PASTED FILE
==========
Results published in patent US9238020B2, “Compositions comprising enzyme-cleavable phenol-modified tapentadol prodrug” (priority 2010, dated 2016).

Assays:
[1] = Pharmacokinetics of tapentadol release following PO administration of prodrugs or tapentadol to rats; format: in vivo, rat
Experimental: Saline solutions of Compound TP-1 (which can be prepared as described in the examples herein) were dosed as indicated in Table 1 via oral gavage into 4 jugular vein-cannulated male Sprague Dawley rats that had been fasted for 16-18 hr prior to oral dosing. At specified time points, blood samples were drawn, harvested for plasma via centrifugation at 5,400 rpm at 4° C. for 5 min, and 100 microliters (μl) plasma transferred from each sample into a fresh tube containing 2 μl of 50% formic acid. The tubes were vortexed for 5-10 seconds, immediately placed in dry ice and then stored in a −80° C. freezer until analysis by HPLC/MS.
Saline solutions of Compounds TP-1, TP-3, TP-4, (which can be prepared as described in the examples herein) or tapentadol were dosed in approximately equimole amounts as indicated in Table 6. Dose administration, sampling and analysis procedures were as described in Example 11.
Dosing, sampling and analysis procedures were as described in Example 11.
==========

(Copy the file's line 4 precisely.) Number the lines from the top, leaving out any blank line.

Experimental: Saline solutions of Compound TP-1 (which can be prepared as described in the examples herein) were dosed as indicated in Table 1 via oral gavage into 4 jugular vein-cannulated male Sprague Dawley rats that had been fasted for 16-18 hr prior to oral dosing. At specified time points, blood samples were drawn, harvested for plasma via centrifugation at 5,400 rpm at 4° C. for 5 min, and 100 microliters (μl) plasma transferred from each sample into a fresh tube containing 2 μl of 50% formic acid. The tubes were vortexed for 5-10 seconds, immediately placed in dry ice and then stored in a −80° C. freezer until analysis by HPLC/MS.